- Cushioning devices are often placed within the midsole for added support and comfort. These may be made of gel, encapsulated air or varying densities of midsole foam.
- Stability devices are also placed within the midsole. For example, a medial post is an insertion (usually made of very dense EVA) that adds firmness to the midsole of motion control and stability shoes. Midsole posts may also be made using carbon fiber, thermoplastic urethane or a variety of other materials.
- A firm midsole post is good for controlling overpronation, but is typically not helpful for supination or for neutral pronation. The midsole post can make shoes significantly heavier, so if your problem is supination, you will be happier and more comfortable without the midsole post.
- The shank can also make shoes heavier. The function of the shank is to make the arch of the shoe firmer so that it resists flexion and torsion. It assures that the sole of the shoe only bends at the toes. Sometimes the shank is designed in such a way as to function as a midsole post. Unless you choose a very light and flexible type of running shoe, you can count on the inclusion of a shank.
- The term “last” refers to both the shape of the shoe and the way the midsole and upper are attached. In regards to shape, the last may be straight, semi-curved or curved.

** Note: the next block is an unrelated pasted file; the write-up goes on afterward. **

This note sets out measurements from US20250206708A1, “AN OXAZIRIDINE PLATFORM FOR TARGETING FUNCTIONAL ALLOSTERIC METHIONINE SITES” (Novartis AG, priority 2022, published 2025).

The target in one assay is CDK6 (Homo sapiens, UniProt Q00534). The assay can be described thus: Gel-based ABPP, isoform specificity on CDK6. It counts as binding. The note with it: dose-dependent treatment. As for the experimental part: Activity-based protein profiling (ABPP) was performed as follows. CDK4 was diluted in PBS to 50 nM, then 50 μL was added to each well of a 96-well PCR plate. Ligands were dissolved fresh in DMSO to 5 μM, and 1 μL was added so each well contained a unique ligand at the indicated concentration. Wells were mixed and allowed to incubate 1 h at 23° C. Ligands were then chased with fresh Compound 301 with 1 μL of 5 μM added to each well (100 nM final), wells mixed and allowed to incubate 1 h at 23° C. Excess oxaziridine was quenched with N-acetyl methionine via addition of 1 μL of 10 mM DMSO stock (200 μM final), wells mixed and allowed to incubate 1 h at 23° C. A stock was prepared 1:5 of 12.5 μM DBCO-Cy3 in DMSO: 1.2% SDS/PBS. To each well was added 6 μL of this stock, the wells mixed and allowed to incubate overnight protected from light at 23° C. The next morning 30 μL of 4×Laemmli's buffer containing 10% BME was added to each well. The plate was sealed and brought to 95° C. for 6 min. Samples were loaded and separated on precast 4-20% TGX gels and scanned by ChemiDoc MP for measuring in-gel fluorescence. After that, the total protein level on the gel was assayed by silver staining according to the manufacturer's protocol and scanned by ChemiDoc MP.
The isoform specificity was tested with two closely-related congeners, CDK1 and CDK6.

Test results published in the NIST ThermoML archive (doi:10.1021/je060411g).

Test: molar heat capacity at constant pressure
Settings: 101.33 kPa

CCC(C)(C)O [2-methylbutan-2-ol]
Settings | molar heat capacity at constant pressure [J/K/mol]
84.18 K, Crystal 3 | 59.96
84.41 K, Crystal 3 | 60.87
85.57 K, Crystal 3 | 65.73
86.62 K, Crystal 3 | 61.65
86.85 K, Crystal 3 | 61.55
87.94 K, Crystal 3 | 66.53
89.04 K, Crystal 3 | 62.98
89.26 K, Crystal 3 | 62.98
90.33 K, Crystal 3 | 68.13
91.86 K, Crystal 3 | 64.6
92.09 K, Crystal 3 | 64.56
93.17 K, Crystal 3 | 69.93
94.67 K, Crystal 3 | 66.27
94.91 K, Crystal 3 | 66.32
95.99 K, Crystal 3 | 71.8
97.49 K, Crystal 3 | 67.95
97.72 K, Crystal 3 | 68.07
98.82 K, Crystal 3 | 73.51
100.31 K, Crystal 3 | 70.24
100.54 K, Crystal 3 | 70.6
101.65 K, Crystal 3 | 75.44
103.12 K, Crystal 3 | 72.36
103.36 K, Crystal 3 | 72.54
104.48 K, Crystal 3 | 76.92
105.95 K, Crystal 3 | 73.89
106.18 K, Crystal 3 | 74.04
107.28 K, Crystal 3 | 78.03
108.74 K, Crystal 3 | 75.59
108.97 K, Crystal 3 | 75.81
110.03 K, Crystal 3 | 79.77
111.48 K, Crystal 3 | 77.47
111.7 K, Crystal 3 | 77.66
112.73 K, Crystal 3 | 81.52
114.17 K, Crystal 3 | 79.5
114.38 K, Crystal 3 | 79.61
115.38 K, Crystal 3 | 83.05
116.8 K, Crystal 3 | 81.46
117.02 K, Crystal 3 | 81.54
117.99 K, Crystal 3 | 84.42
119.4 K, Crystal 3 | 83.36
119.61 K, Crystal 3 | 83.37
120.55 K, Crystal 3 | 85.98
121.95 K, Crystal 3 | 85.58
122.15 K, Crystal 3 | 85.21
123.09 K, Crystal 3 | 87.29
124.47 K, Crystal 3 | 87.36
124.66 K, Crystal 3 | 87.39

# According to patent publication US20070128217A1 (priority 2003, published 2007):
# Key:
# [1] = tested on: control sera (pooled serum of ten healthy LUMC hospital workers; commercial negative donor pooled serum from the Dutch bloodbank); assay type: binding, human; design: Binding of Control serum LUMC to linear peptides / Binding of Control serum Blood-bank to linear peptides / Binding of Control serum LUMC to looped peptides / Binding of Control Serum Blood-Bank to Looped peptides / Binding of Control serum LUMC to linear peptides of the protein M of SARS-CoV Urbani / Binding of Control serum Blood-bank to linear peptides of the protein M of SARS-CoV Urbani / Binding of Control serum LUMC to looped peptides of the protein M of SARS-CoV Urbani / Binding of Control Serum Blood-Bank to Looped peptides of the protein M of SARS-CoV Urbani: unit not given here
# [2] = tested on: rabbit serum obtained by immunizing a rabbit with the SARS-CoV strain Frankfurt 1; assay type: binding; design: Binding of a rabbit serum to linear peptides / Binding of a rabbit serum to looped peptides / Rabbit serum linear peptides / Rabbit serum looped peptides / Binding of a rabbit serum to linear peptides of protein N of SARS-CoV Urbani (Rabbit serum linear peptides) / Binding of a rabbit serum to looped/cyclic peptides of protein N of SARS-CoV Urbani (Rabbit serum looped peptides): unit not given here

- Shoes that are straight lasted (fairly straight from big toe to heel) are a bit heavier and provide more and firmer arch support. This type of last is typically used for motion control shoes and shoes such as competition spikes and racing flats.
- Curved last shoes are lighter weight and more flexible. They do not provide as much support as straight lasted shoes. This is typically the best choice for supinators.
- Semi-curved lasts are a combination of these two types. They are a bit lighter than straight lasted shoes and provide a bit more support than curve lasted shoes. Most men’s and women’s running shoes are designed with a semi-curved last.
- As regards construction, the term “last” is used to refer to the way the upper and the midsole are connected. This is known as “last construction”, and it greatly influences the amount of flexibility a pair of shoes may have. There are four different methods of last construction.
- Shoes that are board-lasted have a rigid cardboard or plastic platform in the sole of the shoe. These provide a great deal of stability, yet they are not often found in running shoes.
- Shoes that are slip-lasted have no board. In this method of attachment, fabric from the upper is simply extended into the sole of the shoe and covered with the insole. This creates a very flexible shoe that encourages pronation and is a good choice for underpronators.